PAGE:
2022 Challenge in the Tropics

Day 2 Blog—29 April 2022

Day 2 - 29 April 2022

Cape Tribulation to Port Douglas

Written by: Cameron Morris, Richard Meacle & Chris Geeves

Only a relative short ride today, 109 km Cape Tribulation to Port Douglas.

The peloton woke to the sounds of tropical rainfall on the corrugated tin roofs on Ferntree Rainforest Retreat cabins.  However, being treated to a fantastic hot breakfast and barista made coffee got the riders ready to tackle the days activities.  A big thanks must go to the staff of Ferntrees for looking after us.


The tropical showers did not abate by roll out but both the red and blue pelotons pushed out to face the conditions.  Of note today the blue peloton where on time as Rowan "Rowman" Foster had remembered to pump up his tyres this time.


The first session of the day saw us retrace our path back towards Port Douglas via the Daintree Rainforest and despite some showers the riders were treated to magnificent early morning scenery of the Daintree. After 17 kms of undulating roads the pelotons reached their first obstacle of the day - climbing to Mt Alexandria Lookout - a challenging 4 km climb to warm up the legs, rewarded with spectacular views over the rainforest to the coastline. However, today the major concern was not so much getting up the hill but getting down the other side, with the overnight showers making the roads slippery under the rain forest canopy with fallen leaves and rough roads. 


The road though the Daintree to Cape Tribulation is sealed although a little rugged which in the wet conditions meant every rider needed to show extra pre-caution as they descended the climb.  After a nervous descent with little mis-calculations and all the riders safely down the riders from both pelotons headed for the Daintree River and it's ferry crossing this mighty river, temporarily swollen from the recent flooding rains experienced in the tropics over the past week.  The riders disappointed not to catch the sight of a croc or two floating on the surface.


Once we crossed the Daintree River we set course for Mossman via the cane fields back roads, with this years harvest of cane standing high ready for cutting season but more importantly for the riders sometimes providing protection from the ever increasing headwinds as we made our way onto the Mossman Gorge where our legendary, awesome and incredibly talented Road Crew were waiting with a hearty smoko.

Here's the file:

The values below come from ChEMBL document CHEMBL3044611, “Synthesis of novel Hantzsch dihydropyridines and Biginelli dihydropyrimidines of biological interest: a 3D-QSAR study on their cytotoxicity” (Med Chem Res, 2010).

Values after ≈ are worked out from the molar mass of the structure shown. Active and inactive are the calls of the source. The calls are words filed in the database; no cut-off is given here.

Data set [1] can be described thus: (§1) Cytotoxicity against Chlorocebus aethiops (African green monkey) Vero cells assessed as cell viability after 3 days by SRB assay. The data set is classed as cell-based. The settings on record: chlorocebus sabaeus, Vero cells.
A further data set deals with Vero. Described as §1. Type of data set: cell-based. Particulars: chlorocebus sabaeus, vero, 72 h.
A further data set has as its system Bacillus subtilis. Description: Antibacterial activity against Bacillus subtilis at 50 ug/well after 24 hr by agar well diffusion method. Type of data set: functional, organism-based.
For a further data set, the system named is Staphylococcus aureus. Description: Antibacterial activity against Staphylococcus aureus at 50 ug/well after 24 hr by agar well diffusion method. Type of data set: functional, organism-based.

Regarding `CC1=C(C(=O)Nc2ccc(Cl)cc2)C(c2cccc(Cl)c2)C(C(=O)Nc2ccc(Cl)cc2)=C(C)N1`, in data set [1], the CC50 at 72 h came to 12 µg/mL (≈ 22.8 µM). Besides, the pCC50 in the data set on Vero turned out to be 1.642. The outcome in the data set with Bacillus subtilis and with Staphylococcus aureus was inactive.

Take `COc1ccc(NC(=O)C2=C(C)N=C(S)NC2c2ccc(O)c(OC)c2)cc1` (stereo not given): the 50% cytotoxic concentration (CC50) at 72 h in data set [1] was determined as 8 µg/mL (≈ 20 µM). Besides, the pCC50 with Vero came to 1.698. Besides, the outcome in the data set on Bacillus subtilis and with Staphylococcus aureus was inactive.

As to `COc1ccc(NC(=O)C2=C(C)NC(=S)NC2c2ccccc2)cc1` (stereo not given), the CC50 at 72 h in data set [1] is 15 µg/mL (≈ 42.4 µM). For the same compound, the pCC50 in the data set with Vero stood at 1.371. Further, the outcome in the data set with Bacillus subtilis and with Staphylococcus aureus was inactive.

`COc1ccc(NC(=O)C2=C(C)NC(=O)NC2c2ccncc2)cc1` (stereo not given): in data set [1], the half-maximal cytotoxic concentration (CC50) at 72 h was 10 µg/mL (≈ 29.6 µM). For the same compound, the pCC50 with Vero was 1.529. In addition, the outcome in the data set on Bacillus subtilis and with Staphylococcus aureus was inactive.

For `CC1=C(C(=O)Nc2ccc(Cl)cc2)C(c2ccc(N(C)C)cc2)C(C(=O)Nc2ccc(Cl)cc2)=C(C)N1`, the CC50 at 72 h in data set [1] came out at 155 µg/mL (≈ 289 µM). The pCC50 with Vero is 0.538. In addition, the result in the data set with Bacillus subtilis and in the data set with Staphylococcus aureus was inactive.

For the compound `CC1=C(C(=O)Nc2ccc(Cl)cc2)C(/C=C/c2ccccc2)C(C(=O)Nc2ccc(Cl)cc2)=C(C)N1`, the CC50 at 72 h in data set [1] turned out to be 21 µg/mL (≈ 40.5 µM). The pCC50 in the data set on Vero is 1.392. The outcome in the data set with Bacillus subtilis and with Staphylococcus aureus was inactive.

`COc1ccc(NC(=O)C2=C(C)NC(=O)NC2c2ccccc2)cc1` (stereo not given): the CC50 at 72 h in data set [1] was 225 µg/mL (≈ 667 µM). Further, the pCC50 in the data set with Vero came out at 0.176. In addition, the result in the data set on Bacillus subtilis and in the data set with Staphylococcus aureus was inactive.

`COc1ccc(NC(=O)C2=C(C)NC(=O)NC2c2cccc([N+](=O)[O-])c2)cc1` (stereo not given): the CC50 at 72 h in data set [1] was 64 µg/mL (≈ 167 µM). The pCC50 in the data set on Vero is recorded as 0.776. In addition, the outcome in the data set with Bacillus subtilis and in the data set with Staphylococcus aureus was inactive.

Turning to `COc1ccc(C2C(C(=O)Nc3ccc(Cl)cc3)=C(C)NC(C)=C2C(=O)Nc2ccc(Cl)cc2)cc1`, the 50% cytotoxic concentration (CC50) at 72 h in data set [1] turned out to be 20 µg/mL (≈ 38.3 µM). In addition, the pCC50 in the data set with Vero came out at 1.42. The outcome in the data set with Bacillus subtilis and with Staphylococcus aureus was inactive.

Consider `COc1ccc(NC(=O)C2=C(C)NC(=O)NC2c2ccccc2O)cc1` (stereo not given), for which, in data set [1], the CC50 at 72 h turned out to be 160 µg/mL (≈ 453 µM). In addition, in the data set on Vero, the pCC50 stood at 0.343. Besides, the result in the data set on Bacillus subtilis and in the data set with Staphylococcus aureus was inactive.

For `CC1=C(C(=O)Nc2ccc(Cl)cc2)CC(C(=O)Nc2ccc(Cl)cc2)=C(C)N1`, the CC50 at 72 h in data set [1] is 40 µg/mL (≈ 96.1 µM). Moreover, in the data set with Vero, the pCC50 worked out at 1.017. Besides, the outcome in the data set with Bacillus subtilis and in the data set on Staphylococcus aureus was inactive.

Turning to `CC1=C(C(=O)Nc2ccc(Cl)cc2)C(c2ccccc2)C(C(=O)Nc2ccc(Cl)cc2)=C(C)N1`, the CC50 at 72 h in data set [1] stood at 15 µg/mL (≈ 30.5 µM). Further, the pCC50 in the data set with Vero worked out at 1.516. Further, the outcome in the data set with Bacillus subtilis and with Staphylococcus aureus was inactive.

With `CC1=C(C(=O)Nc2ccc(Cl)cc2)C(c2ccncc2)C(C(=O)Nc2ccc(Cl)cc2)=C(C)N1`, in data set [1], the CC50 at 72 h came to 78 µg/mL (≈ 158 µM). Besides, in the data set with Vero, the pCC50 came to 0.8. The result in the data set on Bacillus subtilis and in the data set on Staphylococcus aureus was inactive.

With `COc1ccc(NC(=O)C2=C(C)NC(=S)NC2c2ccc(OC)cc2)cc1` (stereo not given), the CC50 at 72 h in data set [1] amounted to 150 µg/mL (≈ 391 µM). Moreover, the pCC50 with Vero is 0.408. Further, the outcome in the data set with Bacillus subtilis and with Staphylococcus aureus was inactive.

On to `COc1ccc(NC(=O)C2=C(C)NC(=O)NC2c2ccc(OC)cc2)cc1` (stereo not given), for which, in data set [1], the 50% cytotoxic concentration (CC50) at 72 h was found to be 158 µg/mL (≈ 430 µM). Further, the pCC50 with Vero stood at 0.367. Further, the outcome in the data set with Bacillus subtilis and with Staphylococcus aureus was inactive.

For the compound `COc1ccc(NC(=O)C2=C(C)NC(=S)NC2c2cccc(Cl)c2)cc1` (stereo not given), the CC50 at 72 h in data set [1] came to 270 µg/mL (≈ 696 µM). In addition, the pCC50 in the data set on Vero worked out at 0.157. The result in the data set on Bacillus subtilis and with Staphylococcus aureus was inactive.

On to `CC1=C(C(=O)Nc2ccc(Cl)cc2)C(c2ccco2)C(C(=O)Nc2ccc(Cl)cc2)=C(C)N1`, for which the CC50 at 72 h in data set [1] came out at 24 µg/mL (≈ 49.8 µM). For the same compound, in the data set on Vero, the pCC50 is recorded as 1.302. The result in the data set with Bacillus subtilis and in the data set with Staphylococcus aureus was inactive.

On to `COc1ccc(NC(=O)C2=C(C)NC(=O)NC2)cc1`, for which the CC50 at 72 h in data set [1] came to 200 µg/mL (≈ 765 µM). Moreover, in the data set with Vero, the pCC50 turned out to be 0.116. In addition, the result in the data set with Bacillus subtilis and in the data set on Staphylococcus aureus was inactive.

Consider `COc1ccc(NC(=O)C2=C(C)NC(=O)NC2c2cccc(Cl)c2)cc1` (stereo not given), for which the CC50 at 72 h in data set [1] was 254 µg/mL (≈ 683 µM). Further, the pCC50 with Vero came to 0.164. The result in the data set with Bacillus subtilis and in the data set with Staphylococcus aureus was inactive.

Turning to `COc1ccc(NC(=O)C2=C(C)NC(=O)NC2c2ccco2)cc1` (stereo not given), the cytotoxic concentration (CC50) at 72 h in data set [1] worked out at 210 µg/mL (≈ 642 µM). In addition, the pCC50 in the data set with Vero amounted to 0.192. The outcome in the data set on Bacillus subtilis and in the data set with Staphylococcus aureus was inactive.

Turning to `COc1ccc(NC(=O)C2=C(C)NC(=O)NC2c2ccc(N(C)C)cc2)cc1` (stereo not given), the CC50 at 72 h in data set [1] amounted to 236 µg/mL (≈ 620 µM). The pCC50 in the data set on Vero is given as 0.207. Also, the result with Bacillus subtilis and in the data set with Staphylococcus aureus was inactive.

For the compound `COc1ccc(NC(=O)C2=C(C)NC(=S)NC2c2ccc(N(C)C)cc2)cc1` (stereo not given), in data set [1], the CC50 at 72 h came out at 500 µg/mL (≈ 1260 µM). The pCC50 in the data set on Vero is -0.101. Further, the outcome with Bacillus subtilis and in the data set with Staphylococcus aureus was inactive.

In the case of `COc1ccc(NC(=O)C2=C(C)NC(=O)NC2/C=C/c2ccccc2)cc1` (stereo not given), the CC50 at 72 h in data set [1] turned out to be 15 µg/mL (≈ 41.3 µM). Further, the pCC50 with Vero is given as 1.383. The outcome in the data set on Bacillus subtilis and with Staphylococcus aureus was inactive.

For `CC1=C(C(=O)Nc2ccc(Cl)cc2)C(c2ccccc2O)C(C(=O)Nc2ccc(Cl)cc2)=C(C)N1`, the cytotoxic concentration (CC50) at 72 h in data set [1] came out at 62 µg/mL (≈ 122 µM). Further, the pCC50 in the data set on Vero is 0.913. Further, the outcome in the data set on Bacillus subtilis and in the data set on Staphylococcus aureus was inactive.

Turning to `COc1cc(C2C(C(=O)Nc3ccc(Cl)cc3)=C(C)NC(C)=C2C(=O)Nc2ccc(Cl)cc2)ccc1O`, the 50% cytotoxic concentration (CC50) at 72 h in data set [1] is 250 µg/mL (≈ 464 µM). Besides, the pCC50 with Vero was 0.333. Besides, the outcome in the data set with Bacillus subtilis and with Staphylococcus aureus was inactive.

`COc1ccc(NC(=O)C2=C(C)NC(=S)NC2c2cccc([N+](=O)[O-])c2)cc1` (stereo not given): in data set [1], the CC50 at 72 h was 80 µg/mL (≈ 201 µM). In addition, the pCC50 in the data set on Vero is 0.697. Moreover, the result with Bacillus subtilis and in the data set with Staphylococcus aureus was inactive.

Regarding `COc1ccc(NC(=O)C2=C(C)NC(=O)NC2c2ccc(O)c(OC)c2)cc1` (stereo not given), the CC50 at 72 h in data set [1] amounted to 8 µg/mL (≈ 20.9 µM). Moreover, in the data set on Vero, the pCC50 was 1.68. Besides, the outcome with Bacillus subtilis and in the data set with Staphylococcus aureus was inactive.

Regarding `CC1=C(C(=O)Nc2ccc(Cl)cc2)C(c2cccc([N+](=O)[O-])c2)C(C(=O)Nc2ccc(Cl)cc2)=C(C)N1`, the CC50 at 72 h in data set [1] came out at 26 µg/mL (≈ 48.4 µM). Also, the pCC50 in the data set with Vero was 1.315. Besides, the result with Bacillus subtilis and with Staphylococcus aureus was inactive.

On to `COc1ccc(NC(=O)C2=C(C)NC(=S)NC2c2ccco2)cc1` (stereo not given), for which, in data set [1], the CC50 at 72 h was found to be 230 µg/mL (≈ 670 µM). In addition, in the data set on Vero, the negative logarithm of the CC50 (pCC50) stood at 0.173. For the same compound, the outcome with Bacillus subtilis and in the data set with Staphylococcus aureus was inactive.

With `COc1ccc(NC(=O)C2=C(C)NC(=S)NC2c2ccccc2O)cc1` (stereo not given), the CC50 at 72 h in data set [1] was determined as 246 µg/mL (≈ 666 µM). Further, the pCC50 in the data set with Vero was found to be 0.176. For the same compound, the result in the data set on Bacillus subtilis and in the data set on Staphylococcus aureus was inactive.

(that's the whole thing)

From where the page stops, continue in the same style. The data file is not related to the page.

Once everyone’s appetites had been satisfied, the riders were treated to a ride up to the Mossman Gorge proper (with road crew able to hitch a ride on the tour bus) to enjoy the sights and surrounds of this amazing landscape.  A few tired legs rejoiced in the cool clear waters flowing down the river.


During this extended rest break it appeared a native animal had snuck out of the rainforest and attached itself to Chris Geevesy Geeves' helmet the results being a new look with a long flowing mullet - leaving him with the desire to become DJ Mullet filtering the tunes of ABBA to the peloton for trip back to Port Douglas. Incredibly surreal for all involved.


Mossman to Port Douglas saw the headwinds kick up a gear on the stretch home. The 'reverse tail wind' blowing 24.6 knots for the 6 nautical mile trip and traffic causing us a bit of grief. But the pelotons pulled together to help protect those feeling the pinch and get the team home together.  A huge thanks must go out to the lead riders for doing the tough work this afternoon, wrangling the troops and ensuring no rider would be left behind.

The reward for a job well done was a visit to the local Bottlemart Hotel - The Central Hotel - with a huge lunch put on and a refreshing ale to help blow the headwinds away.  


But the real reason for pushing our bodies is to raise valueable funds fo cancer research and the fundraising totals continues to grow, with the pictures of our challenge going out on social media and inter company emails. While the riders may rest their bodies the effort to contribute more to support our researchers doesn't stop.   

An extra big shout out must go to the road crew, who really do the heavy lifting during the event. Their support allows us riders to focus on the riding, with anything needed to keep us going always available. We can’t thank them enough for what they do in keeping us safe and organised.


Finally, a huge thank you to our family’s who allow us to take the time to do these challenges, our supporters and sponsors back home for your donations and encouraging words of support. It really does inspire us to keep pushing when we each enter our own personal hurt locker.

Thank you - your support makes such a difference to us all.


A final personal note from Cameron Morris - a massive thank you to fellow rider Mick Farragio for a bit of advice about peloton riding.